On October 7, 2021, the Nebraska Attorney General provided NACO with additional information regarding two legal settlements recently entered into by the Attorney General against a manufacturer and several distributors of prescription opioid drugs. The first settlement concerns Johnson & Johnson. The second settlement concerns prescription drug distributors: McKesson, Cardinal Health, and AmerisourceBergen (collectively referred to as the “distributors”).
Both settlement agreements involve distributions of money on an annual basis to both a state fund and allow direct distributions of money on an annual basis to certain political subdivisions (referred to as “participating subdivisions”).
The monetary distributions under both settlement agreements are maximized for both the state’s share and each participating subdivision’s “direct share” when all participating subdivisions “sign on” to or execute each of the two settlement agreements. It is important to note that participating subdivisions must sign on to these settlement agreements in order to receive their direct share as well as to be eligible to receive any additional distribution or grant from the state’s share. Participating subdivisions that do not sign on to these agreements will not only not receive their direct share but will also not be eligible to receive any additional distribution or grant from Nebraska’s Opioid Recovery Fund.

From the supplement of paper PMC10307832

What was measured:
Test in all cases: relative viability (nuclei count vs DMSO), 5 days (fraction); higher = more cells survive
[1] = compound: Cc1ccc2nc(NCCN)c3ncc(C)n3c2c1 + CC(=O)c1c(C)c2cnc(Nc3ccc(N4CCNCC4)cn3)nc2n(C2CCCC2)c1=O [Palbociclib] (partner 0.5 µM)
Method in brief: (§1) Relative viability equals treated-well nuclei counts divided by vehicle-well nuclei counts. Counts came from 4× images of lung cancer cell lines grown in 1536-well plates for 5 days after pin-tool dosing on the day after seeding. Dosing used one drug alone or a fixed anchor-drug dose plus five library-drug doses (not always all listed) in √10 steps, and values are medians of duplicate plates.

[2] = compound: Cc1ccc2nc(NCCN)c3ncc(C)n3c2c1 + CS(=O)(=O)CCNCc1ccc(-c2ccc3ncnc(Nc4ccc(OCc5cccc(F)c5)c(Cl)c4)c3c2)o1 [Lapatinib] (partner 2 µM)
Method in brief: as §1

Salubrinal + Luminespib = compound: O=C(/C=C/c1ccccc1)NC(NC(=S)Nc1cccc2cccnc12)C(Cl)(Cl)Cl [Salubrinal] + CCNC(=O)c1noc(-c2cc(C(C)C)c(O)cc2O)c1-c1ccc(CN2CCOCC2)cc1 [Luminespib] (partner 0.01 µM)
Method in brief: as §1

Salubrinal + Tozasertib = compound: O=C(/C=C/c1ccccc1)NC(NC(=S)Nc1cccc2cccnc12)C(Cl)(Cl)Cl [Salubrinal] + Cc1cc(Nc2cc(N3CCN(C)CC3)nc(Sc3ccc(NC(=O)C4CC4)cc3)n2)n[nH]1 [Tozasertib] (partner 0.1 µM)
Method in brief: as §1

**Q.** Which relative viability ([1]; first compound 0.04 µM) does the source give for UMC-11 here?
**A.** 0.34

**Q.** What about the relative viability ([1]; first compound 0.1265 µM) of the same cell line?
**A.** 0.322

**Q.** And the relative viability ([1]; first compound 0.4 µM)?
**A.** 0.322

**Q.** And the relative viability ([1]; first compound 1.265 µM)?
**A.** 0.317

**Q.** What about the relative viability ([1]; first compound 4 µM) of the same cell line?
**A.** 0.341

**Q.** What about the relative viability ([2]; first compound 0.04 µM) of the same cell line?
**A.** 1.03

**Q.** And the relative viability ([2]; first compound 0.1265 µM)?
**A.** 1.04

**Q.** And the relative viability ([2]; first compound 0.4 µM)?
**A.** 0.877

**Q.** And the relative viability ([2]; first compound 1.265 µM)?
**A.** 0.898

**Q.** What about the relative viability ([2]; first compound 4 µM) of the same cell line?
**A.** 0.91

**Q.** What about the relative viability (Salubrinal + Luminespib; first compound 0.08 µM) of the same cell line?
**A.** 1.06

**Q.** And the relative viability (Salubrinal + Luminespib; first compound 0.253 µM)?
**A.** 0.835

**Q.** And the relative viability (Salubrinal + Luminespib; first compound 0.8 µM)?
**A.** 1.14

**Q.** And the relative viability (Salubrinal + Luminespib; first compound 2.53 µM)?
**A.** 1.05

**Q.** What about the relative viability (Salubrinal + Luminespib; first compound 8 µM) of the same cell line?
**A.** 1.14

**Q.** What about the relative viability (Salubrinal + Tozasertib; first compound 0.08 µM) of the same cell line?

Both the Johnson & Johnson and the distributors settlement agreements are the result of several years of negotiation that included both the state attorneys general and many private plaintiff attorneys representing cities and counties from around the country, the primary negotiating group of private attorneys is referred to as the plaintiff’s executive committee or the “PEC”. The PEC determined the allocation percentages of the political subdivision share for each participating subdivision in the United States. The political subdivision share is 15% of the total annual disbursement from the national administrator for each state. The state is also to receive 15%. The remaining 70% is allocated to a designated fund for the “abatement” of opioid addiction or opioid misuse and other co-occurring mental health or substance abuse issues. In Nebraska, the state’s 15% share is automatically added to Nebraska’s dedicated abatement fund, known as the “Opioid Recovery Fund”, according to the Opioid Prevention and Treatment Act passed in 2020 and found at Neb. Rev. Stat. §§ 71-2485 to 71-2490.